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    Britain's Blair Urges Action on Global Warming

    British Prime Minister Tony Blair has told the World Economic Forum in Davos, Switzerland that the issue of global warming must be addressed by world leaders, despite the fact there continues to be fierce debate about the scope of the problem. 

    Mr. Blair told the forum there is no debate that glaciers are now in retreat, something he says has not happened in 12,000 years.  The British leader said the industrialized nations, that account for well over half of global output and half of carbon dioxide emissions, must do more to protect the environment.

    At a session on risks to the world economy Thursday Harvard University environmental professor John Holdren identified global warming as a dangerous and intractable problem.

    "Because the principal cause is the combustion of fossil fuels, which is responsible for something approaching 80 percent of the world's primary energy supply," he noted.  "And, of course, I do not need to explain to anybody in this room that energy is the lifeblood of our economies.  It is an indispensable ingredient of material prosperity.  It is essential to fuel economic growth.  And so we have this tremendous tension between the essential economic role of energy and its dominant role in driving the principal and most dangerous economic problem of our time."

    Professor Holdren said global climate change is a reality and that the speed of warming is even more pronounced than scientists thought only three years ago.

    "The Greenland ice sheet is melting much more rapidly than had been understood in 2001," he added.  "The total amount of ice in the Greenland ice sheet, if it all melted, is enough to raise the sea level six to seven meters.  It would probably take 350 years for that process of melting to be complete.  But seven meters in 350 years is one meter every 50 years, two meters in a century.  The 2001 best estimate of sea level rise in the 21st century was half a meter."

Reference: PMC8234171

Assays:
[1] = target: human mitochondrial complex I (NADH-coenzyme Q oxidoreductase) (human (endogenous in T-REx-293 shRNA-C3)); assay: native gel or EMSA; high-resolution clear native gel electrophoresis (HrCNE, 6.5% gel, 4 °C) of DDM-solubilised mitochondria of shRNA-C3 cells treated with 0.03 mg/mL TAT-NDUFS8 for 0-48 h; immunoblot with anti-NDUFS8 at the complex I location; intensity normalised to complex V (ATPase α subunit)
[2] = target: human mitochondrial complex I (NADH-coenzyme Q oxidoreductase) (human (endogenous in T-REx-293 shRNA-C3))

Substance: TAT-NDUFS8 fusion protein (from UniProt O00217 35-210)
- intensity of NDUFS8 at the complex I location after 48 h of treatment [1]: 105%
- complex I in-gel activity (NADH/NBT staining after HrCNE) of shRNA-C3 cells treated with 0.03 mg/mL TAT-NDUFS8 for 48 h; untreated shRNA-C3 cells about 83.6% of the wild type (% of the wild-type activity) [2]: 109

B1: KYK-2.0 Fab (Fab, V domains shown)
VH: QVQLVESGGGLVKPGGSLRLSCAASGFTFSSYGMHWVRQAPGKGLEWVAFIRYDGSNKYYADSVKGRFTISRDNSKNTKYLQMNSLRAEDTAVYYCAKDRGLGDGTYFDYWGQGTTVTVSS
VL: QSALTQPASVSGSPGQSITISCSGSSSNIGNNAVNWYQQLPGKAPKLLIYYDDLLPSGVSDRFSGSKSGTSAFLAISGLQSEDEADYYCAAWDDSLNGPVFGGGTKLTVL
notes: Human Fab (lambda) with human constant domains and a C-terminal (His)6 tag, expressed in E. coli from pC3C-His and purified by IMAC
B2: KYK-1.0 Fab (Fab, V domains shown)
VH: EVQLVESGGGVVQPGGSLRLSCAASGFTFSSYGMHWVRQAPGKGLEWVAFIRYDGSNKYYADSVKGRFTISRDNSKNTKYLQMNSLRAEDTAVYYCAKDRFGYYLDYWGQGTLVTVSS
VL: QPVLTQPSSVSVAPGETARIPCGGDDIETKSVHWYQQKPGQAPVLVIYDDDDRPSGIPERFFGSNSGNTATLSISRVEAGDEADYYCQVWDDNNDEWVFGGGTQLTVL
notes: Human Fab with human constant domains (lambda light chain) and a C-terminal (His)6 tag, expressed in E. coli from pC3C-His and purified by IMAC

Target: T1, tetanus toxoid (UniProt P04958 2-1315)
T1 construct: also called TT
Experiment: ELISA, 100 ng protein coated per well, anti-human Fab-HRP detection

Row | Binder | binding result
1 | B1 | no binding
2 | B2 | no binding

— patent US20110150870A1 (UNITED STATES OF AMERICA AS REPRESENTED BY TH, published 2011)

Mr. Holdren said rising sea levels could ultimately threaten coastal cities like London, New York, and Washington.  Samuel DiPiazza, the chief executive of PricewaterhouseCoopers, the global accounting and consulting firm, agrees with much of Mr. Holdren's science, but says the problem is too distant to motivate timely action.

    "I think John's probable frustration is the fact that it is there, it is fairly scientifically certain," he explained.  "But it is a 350-year event and people are saying I will do that next year.  So we do not see from a business perspective people backing away from the coasts by a half a kilometer because they are afraid the sea level is going to rise by a meter.  We do not see that."

    British Prime Minister Blair said that while the climate change issue is contentious and divisive, it must be debated.  He promised to place the issue high on the agenda of the industrial nation summit he will host in Scotland in July.

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